# dynamicpro - Dynamic Programming One technique that...

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Dynamic Programming One technique that attempts to solve problems by dividing them into subproblems is called dynamic programming. It uses a “bottom-up” approach in that the subproblems are arranged and solved in a systematic fashion, which leads to a solution to the original problem. This bottom-up approach implementation is more efficient than a “top-down” counterpart mainly because duplicated computation of the same problems is eliminated. This technique is typically applied to solving optimization problems, although it is not limited to only optimization problems. Dynamic programming typically involves two steps: (1) develop a recursive strategy for solving the problem; and (2) develop a “bottom-up” implementation without recursion.

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Example: Compute the binomial coefficients C ( n , k ) defined by the following recursive formula: The following “call tree” demonstrates repeated (duplicated) computations in a straightforward recursive implementation: < < - - + - = = = otherwise. , 0 ; 0 if ), 1 , 1 ( ) , 1 ( ; or 0 if , 1 ) , ( n k k n C k n C n k k k n C C (5,3) C (4,3) C (4,2) C (3,3) C (3,2) C (3,1) C (2,2) C (2,1) C (2,0) C (1,1) C (1,0) Notice repeated calls to C (3,2) and to C (2,1). In general, the number of calls for computing C ( n , k ) is 2 C ( n , k ) – 1, which can be exponentially large.
A more efficient way to compute C ( n , k ) is to organize the computation steps of C ( i , j ), 0 i n and 0 j k , in a tabular format and compute the values by rows (the i dimension) and within the same row by columns (the j dimension): 0 1 2 . . . k 0 1 2 n i– dimension j –dimension 1 1 1 1 2 1 C ( n –1, k –1) C ( n –1, k ) C ( n , k ) add C ( n –1, k –1) and C ( n –1, k ) t o compute C ( n , k )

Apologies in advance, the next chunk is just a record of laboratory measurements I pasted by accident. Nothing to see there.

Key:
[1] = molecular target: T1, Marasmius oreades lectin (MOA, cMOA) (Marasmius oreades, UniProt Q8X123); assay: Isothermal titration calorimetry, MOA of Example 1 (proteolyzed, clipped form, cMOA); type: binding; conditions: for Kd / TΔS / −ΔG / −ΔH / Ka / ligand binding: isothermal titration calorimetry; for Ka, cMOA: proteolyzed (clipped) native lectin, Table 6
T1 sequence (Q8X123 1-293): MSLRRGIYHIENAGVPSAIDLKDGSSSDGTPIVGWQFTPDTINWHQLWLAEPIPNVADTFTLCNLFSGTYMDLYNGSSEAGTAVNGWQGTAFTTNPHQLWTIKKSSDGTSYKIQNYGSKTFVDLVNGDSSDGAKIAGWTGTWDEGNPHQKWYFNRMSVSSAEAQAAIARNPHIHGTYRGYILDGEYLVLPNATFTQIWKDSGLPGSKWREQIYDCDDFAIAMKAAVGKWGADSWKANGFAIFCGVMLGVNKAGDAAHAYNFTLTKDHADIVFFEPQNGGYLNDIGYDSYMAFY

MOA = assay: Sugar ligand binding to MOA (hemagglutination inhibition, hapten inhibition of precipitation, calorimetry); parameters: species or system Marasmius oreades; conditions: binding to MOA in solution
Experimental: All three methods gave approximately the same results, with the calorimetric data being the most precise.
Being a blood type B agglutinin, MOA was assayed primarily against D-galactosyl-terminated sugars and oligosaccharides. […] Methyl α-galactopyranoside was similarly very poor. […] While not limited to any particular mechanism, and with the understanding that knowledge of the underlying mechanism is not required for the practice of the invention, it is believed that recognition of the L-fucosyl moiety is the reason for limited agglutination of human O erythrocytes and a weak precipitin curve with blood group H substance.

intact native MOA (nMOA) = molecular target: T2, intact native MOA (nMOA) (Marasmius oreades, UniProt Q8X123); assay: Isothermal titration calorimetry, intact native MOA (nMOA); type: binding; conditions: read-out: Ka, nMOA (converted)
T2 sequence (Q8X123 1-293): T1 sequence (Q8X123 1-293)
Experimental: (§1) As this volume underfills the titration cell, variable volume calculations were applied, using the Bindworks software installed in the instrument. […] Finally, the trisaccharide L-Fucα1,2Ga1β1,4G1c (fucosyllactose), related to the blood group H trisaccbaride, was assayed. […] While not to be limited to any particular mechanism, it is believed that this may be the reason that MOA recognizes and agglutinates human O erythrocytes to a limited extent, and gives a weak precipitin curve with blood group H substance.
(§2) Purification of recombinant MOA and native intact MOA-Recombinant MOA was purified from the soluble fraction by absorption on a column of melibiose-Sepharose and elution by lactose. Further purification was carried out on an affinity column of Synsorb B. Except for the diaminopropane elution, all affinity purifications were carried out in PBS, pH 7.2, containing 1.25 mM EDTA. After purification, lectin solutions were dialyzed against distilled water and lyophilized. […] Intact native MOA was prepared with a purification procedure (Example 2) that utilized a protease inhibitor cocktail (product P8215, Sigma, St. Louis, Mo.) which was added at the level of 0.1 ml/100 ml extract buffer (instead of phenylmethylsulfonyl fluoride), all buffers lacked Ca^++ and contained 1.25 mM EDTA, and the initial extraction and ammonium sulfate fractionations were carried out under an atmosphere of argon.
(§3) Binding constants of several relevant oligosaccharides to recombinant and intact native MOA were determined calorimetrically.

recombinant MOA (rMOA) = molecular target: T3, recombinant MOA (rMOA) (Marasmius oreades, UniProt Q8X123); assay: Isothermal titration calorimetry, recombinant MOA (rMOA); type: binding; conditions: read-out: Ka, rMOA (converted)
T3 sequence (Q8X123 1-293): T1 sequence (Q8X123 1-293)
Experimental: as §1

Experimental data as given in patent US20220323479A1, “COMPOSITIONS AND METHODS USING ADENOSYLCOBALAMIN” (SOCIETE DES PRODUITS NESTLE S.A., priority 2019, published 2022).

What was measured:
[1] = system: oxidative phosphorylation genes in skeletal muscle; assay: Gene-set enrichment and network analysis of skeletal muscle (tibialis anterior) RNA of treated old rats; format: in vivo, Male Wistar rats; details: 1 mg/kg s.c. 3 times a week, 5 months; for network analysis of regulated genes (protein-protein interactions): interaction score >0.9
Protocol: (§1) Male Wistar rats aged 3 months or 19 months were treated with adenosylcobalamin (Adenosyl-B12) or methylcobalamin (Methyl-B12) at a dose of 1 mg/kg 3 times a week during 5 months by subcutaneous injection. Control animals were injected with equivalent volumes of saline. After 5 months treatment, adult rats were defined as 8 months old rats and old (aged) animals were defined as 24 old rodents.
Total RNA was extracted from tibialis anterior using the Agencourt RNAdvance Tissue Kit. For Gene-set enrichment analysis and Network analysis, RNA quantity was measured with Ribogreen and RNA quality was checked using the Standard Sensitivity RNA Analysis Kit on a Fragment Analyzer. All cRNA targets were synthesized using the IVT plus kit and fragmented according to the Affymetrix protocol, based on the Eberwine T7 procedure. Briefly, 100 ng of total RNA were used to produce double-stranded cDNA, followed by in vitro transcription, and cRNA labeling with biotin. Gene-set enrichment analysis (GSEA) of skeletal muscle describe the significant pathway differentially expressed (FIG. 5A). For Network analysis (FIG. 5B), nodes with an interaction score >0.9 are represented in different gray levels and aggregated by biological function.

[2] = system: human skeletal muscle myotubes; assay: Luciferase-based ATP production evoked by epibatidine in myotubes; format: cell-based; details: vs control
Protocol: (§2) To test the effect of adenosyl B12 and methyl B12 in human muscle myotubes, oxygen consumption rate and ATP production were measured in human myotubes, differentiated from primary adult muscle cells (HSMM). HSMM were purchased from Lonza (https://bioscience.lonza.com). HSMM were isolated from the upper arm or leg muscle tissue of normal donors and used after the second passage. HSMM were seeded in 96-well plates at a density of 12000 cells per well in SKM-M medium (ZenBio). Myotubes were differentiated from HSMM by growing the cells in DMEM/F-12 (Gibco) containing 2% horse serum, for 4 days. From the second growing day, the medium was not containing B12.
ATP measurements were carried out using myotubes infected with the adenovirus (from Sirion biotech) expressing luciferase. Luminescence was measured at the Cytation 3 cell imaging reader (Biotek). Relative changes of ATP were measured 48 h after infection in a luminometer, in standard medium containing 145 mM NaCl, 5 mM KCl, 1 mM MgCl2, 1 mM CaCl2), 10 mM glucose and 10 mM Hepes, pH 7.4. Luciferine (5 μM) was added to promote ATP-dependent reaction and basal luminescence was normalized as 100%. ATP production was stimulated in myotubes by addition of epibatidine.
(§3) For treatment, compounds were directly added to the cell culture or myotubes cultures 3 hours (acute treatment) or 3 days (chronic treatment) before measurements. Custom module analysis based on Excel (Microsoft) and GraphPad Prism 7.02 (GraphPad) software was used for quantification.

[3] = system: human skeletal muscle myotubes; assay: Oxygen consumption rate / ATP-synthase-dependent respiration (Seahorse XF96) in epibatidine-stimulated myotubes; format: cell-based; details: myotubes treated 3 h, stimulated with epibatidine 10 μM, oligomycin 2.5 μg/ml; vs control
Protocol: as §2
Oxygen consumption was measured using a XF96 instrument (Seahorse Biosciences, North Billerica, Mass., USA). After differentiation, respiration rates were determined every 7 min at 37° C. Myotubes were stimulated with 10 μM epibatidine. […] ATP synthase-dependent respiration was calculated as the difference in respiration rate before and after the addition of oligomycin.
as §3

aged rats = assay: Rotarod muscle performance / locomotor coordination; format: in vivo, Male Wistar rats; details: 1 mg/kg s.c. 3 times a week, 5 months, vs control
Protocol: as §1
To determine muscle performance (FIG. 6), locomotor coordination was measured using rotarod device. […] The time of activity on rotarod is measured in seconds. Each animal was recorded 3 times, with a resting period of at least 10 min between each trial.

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It can be seen that the number of steps (add operation) is O( nk ) in computing C ( n , k ), using O( nk ) amount of space (I.e., the table). In fact, since only the previous row of values are needed in computing the next row of the table, space for only two rows is needed reducing the space complexity to O( k ). The following table demonstrates the computation steps for calculating C (5,3): 0 1 2 3 0 1 2 3 4 5 1 1 1 1 1 1 1 2 3 4 5 1 3 6 10 10 1 4 = C (5,3) Note that this table shows Pascal’s triangle in computing the binomial coefficients.
Example: Solve the make-change problem using dynamic programming. Suppose there are n types of coin denominations, d 1 , d 2 , …, and d n . (We may assume one of them is penny.) There are an infinite supply of coins of each type. To make change for an arbitrary amount j using the minimum number of coins, we first apply the following recursive idea: If there are only pennies, the problem is simple: simply use j pennies to make change for the total amount j .

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## This document was uploaded on 06/13/2011.

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dynamicpro - Dynamic Programming One technique that...

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